In particular, interest-rate derivatives referring to GBP LIBOR, USD LIBOR, JPY LIBOR, and EONIA are no longer featured in the catalogue. Overnight Index Swaps (OIS), based on €STR and SOFR (each for terms between 7 days and 3 years) and on TONA (for terms between 7 days and 30 years), are now subject to clearing through a central counterparty and thus featured in the catalogue. Last, the catalogue is updated insofar as the maximum term for SONIA-based OIS, falling under the clearing obligation, is raised from 3 years to 50 years.
The revision touches upon two distinct aspects of the FinMIO-FINMA. Unsurprisingly, each of the two pillars is driven by particular motivations.
The enhanced requirements regarding the content of derivative transaction reporting aim at bolstering the material quality of reporting, and thus, at closing blind spots and gaps in trading surveillance.
On the other hand, the update of the catalogue of interest-rate derivatives closes the regulatory gap stemming from the markets' shift towards alternative reference rates. Furthermore, the update will largely re-align the Swiss framework with its EU-counterpart (notably, the European Market Infrastructure Act (EMIR) and the Commission Delegated Regulation (EU) 2022/750).
Ostensibly, FINMA refrained from including CHF-denominated interest-rate derivatives based on SARON in the catalogue of interest-rate derivatives subject to clearing through a central counterparty. While this may appear peculiar at first, it reflects the relatively small trading volumes and is thus in line with the criteria for mandatory clearing via a central counterparty stipulated in Art. 101(1) FinMIA.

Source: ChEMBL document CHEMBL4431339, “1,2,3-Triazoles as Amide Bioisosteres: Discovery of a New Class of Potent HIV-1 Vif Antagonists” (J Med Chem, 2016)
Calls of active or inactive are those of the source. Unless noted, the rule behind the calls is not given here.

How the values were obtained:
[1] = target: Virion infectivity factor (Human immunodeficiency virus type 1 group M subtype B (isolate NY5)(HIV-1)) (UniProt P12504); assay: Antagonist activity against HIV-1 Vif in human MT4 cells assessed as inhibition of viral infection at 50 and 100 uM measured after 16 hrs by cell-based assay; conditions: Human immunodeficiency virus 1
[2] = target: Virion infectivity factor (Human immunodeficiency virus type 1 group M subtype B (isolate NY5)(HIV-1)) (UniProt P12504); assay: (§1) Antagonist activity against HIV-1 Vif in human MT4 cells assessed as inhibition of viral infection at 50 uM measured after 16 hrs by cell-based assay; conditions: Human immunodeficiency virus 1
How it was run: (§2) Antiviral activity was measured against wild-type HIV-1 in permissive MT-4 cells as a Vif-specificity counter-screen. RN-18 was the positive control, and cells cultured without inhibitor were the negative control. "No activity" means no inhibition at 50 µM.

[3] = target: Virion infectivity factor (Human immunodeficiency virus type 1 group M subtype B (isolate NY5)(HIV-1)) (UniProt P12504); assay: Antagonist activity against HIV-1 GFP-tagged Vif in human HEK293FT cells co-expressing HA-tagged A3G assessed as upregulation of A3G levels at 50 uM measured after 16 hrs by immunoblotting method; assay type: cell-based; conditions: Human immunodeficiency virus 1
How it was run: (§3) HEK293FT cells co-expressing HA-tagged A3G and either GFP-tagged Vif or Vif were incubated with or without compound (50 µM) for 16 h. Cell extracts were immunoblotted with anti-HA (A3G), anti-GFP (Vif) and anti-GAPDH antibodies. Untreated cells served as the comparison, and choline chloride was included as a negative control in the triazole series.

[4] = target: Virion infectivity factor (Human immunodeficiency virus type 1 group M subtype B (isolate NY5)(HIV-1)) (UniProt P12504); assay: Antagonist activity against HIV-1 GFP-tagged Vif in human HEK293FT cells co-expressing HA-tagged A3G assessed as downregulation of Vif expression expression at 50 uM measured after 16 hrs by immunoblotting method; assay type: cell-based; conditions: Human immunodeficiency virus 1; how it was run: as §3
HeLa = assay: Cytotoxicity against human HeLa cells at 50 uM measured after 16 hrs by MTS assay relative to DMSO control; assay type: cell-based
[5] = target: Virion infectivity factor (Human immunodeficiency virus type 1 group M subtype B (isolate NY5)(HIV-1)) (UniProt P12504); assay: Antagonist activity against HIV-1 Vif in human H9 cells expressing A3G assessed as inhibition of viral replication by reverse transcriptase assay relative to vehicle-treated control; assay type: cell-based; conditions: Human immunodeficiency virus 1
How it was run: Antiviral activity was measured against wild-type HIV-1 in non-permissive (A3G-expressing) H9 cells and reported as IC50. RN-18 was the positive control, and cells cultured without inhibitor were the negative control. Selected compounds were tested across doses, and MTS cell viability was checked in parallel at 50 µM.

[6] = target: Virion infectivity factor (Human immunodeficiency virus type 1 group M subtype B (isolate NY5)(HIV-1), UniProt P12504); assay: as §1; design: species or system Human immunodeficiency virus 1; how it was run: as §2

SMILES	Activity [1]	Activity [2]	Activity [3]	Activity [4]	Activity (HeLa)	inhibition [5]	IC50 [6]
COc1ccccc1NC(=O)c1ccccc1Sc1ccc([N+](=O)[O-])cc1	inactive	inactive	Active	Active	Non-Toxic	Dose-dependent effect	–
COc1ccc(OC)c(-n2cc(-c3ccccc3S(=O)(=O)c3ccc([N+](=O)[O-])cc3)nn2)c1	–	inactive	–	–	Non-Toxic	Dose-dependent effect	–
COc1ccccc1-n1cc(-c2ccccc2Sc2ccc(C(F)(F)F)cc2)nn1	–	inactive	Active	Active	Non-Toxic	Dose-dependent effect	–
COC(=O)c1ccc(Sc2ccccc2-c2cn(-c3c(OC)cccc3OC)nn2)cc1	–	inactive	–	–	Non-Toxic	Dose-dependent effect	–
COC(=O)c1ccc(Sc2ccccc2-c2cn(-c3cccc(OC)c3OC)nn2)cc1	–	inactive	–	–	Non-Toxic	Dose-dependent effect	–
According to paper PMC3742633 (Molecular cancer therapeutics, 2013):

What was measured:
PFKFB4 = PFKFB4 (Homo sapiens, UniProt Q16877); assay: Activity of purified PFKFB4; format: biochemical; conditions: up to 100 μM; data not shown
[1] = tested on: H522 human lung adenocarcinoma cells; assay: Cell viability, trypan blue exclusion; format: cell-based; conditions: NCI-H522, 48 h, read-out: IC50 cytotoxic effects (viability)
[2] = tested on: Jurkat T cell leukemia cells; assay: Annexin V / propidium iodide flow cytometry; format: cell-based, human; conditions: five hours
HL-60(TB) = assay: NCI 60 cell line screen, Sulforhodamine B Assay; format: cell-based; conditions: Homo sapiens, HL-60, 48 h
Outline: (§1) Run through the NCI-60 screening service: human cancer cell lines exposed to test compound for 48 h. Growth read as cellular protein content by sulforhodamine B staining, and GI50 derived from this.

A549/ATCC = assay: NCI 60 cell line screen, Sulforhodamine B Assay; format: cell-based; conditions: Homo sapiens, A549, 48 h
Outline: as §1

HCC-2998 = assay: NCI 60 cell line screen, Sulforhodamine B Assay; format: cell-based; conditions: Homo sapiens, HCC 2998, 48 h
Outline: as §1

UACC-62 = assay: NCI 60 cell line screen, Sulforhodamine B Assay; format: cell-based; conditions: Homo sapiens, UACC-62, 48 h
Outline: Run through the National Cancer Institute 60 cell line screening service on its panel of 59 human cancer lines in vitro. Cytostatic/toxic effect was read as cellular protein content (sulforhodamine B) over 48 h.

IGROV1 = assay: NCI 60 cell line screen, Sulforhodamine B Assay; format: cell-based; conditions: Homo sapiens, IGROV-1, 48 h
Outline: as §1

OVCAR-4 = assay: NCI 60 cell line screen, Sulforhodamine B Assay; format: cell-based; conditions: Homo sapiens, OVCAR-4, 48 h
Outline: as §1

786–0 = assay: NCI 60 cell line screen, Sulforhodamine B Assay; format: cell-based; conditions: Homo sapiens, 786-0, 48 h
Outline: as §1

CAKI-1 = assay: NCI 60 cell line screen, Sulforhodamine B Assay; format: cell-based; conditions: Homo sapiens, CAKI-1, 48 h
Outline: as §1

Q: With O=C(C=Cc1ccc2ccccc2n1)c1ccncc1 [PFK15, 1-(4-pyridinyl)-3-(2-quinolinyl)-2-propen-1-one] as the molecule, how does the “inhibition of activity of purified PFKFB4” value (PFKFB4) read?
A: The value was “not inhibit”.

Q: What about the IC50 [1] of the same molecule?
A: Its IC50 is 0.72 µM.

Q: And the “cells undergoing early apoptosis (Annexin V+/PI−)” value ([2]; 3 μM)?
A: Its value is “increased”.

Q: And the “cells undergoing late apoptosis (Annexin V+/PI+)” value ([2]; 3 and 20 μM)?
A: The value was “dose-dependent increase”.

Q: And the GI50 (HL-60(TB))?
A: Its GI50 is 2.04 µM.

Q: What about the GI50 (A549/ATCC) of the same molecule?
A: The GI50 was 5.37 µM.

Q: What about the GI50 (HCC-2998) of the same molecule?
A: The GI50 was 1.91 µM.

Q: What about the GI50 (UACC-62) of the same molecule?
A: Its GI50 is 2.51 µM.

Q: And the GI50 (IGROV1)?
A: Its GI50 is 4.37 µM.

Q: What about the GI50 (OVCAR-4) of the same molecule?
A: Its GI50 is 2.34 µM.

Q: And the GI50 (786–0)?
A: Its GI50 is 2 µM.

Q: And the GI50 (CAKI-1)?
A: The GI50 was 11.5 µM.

Despite calls from a number of respondents to the public consultation for more detailed and granular regulation, FINMA maintains its principle-based approach in regulating the content of transaction reporting, leaving the detailed content of the reporting obligation within the purview of the trading venues.
The abovementioned enhanced reporting obligations will apply no later than 15 months from the revised ordinance's entry into force. Already within 6 months, however, trading venues (i.e. the report addressees) must make the necessary adjustments to their reporting regulations and technical specifications and notify the reporting parties.
Beyond the changes to the reporting obligations under the revised FinMIO-FINMA, preliminary work on a broader revision of the FinMIA and the Financial Market Infrastructure Ordinance (FinMIO) has recently begun (see our Legal Update of 11 October 2022) and will bring further changes to the reporting obligations.
Visit our Swiss Financial Market Regulation site to benefit from the latest guidance, tailored to your specific financial sector.
Author: Samir Ainouz (Junior Associate)
No legal or tax advice
This legal update provides a high-level overview and does not claim to be comprehensive. It does not represent legal or tax advice. If you have any questions relating to this legal update or would like to have advice concerning your particular circumstances, please get in touch with your contact at Pestalozzi Attorneys at Law Ltd. or one of the contact persons mentioned in this legal update.
© 2023 Pestalozzi Attorneys at Law Ltd. All rights reserved.